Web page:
Uber delivery revenues up 103% but ride-hailing decimated by pandemic

By Robert Scammell

Uber’s delivery business reported strong growth in the second quarter, but it was not enough to offset a significant hit from the pandemic to its core ride-hailing business.

Gross booking for its Delivery segment came in at $6.96bn, which converted into adjusted net revenue of $885m. This marks year-over-year growth of 103%.

But as stay-at-home measures created a surge in demand for food deliveries, those same restrictions caused Uber’s ride-hailing revenues to nosedive.

For the three months ended 30 June, Uber’s gross Mobility bookings were $3.05bn. This translated to adjusted net revenue of $793m – a 67% drop from the year-ago period. By these metrics, Uber’s delivery business is now larger than its ride-hailing segment.

However, when measured by Uber’s adjusted profit metric, Mobility came out on top with adjusted EBITDA of $50m versus Delivery’s $232m loss.

Uber Q2 results: Revenues down 29%

Overall, Uber reported revenues of $2.24bn in Q2 – a decline of 29% year-over-year.

The Silicon Valley firm, which went public last year and is yet to make a profit, reported a net loss of $1.78bn for the period.

Uber reduced its net losses from a year ago, which then stood at $5.24bn. However, this figure was inflated by costs associated with going public.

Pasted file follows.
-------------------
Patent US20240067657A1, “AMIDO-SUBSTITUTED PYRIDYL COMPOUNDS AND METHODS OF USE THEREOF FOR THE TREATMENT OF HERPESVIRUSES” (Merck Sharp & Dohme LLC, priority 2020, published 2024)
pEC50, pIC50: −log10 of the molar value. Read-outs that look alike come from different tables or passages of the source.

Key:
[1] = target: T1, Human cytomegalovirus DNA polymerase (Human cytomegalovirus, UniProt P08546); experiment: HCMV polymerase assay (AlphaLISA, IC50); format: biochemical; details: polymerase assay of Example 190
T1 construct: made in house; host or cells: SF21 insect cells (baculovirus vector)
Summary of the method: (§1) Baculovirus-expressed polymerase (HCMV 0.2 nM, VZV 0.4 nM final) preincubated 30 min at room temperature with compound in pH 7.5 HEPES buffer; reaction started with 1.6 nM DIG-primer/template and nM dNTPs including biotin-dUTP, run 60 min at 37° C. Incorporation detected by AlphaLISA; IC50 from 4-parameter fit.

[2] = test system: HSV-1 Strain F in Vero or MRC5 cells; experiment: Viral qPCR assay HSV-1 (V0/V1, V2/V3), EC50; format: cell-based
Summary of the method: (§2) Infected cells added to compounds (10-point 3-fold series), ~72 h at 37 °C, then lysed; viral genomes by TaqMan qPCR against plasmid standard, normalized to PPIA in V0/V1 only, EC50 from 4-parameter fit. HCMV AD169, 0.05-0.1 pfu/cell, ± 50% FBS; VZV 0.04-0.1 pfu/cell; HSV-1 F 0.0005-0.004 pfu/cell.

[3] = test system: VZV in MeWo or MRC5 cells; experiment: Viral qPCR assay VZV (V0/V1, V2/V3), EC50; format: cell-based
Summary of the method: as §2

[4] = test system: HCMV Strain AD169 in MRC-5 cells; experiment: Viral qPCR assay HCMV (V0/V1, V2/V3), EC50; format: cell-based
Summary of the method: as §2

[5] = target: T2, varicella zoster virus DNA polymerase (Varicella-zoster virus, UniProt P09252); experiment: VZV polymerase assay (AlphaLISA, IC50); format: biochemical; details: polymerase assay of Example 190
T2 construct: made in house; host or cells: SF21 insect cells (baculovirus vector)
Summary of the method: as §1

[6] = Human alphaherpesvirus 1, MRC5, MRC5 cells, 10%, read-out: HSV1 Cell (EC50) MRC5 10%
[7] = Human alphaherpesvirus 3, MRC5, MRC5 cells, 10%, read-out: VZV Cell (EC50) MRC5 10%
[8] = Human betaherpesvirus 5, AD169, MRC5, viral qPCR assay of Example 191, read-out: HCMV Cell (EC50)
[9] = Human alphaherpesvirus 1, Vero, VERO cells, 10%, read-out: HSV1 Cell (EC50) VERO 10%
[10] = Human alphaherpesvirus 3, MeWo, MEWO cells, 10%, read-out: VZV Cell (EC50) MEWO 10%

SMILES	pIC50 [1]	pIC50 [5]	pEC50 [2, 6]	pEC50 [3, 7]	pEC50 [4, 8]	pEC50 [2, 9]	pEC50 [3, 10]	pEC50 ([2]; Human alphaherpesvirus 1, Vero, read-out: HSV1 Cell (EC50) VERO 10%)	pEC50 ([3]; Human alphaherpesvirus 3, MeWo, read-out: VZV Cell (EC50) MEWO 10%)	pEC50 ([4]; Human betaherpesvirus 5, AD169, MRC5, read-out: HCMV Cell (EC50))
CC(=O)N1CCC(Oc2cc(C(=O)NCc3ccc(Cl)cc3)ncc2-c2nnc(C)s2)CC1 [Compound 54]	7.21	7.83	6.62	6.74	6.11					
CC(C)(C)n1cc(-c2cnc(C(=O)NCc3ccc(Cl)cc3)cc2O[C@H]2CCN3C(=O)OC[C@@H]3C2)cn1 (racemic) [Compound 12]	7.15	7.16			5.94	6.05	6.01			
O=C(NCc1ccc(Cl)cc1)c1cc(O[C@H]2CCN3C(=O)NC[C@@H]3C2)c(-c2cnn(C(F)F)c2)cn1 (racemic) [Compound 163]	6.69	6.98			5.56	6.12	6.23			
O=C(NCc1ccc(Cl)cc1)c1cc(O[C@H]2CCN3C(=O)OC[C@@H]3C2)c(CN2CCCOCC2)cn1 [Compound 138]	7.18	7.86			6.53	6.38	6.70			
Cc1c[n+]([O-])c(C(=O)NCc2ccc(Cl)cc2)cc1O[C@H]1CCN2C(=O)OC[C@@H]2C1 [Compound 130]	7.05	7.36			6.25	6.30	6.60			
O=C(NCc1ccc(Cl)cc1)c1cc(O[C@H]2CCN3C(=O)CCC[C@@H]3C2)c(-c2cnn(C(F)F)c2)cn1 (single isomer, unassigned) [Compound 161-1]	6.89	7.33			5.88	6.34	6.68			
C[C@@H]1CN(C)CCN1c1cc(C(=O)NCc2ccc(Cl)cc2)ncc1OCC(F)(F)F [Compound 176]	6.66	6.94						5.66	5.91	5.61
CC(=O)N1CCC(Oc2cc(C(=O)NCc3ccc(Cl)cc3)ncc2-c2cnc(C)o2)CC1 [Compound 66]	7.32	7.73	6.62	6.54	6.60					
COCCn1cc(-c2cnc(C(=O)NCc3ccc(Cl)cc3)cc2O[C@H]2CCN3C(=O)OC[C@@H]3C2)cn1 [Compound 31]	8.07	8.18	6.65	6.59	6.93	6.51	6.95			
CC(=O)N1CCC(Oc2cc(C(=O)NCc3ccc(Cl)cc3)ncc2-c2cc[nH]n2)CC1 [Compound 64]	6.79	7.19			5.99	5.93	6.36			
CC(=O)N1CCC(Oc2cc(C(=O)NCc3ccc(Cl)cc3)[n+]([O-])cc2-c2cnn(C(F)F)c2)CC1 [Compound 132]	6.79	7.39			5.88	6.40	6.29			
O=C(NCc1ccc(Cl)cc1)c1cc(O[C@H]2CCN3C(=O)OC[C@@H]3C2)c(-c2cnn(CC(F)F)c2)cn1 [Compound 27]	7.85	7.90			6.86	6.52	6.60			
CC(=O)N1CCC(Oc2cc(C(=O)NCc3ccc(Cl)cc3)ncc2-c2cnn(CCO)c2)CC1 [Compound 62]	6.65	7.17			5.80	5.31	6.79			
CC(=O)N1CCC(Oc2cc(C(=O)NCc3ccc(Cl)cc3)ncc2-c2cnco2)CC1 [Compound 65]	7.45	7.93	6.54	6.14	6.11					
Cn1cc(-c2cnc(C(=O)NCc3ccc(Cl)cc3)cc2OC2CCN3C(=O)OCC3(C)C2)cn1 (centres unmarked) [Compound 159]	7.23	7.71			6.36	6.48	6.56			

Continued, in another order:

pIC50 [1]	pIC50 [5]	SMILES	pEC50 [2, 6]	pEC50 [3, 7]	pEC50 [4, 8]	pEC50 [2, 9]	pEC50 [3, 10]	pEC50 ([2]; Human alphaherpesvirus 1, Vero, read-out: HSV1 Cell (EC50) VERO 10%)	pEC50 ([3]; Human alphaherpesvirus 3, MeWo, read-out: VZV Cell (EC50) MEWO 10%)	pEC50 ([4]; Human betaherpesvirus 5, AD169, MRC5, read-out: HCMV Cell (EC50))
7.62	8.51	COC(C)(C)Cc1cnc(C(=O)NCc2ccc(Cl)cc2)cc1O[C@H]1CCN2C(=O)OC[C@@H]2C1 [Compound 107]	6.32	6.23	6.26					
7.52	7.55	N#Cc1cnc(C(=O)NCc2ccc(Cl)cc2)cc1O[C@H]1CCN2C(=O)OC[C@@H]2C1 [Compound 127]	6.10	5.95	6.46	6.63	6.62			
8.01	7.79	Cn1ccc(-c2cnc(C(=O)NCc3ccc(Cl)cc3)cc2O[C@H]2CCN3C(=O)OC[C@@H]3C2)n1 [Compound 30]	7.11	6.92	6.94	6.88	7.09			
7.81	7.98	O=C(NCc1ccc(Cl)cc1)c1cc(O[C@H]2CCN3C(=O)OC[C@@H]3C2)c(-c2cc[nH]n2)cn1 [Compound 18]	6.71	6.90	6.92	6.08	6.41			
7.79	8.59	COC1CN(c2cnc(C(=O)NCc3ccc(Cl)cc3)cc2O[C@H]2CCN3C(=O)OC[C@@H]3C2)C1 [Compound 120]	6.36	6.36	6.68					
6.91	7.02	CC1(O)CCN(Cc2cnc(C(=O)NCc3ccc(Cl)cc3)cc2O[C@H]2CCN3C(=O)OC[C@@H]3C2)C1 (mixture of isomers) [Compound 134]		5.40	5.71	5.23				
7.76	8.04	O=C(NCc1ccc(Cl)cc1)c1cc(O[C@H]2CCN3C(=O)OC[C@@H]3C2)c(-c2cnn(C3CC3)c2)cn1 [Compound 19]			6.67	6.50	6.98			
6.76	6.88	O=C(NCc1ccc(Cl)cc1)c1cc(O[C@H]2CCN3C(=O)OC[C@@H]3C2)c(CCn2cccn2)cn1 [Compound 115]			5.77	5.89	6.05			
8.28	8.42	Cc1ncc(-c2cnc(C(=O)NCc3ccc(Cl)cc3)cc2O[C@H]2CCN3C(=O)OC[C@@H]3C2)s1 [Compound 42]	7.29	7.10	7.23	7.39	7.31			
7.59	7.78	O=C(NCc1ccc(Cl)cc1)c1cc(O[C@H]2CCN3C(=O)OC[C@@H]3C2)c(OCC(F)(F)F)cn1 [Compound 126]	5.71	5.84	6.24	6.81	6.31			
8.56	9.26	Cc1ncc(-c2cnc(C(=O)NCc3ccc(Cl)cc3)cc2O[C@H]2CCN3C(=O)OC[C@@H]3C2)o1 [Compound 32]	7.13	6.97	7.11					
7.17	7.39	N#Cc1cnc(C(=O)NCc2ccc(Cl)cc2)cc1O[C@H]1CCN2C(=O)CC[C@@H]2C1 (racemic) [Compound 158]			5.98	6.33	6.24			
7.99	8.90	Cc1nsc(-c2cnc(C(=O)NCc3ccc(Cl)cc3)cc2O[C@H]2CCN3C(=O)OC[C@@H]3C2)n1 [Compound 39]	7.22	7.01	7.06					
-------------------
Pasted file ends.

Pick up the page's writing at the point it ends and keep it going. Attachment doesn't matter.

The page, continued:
“Our team continues to move at Uber speed to respond to the pandemic’s impact on our communities and on our business, leading our industry forward with new products and safety technologies, and harnessing the strong tailwinds driving exceptional growth in Delivery, with Gross Bookings growing 122% year-over-year excluding exited markets,” Uber CEO Dara Khosrowshahi said in a statement.

“We are fortunate to have both a global footprint and such a natural hedge across our two core segments: as some people stay closer to home, more people are ordering from Uber Eats than ever before.”

Despite its financial hit, Uber has continued to acquire companies, with plans to buy on-demand delivery firm Postmates and UK taxi software business Autocab.

Net losses per share were $1.02 – higher than analyst estimates. Uber’s share price dropped 4% after it published it Q2 results. Its share price plummeted to an all-time low in March as the impact of the coronavirus became clear to investors. Since then, Uber’s share price has recovered by 122% but it still has substantial ground to make up to regain the high-point it enjoyed after going public.

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